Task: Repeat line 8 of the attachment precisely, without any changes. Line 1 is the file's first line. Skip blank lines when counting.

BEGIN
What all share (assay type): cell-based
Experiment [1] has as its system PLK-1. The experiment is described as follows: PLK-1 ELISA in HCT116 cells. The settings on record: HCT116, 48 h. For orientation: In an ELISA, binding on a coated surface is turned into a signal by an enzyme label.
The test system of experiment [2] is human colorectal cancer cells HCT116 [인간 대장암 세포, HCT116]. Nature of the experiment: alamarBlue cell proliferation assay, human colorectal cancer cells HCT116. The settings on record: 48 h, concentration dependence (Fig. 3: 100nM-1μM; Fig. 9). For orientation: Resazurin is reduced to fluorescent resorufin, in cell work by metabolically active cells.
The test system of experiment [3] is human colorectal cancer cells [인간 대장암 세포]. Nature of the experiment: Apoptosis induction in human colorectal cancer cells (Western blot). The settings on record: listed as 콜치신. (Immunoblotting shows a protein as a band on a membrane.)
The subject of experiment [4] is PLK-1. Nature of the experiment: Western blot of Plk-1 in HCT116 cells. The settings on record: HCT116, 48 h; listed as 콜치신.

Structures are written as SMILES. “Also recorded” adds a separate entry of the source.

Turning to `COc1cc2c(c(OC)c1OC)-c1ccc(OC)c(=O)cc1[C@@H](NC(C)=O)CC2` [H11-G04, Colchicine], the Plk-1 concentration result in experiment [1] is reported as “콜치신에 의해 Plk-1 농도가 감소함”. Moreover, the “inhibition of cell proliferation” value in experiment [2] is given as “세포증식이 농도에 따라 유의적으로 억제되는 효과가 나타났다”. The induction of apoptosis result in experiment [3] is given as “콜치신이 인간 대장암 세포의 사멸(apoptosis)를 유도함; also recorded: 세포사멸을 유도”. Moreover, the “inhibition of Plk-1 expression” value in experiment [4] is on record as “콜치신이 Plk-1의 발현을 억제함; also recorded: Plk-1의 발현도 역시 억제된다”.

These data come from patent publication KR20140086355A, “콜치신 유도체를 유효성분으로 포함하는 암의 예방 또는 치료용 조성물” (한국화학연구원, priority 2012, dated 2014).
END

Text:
These data come from patent publication KR20140086355A, “콜치신 유도체를 유효성분으로 포함하는 암의 예방 또는 치료용 조성물” (한국화학연구원, priority 2012, dated 2014).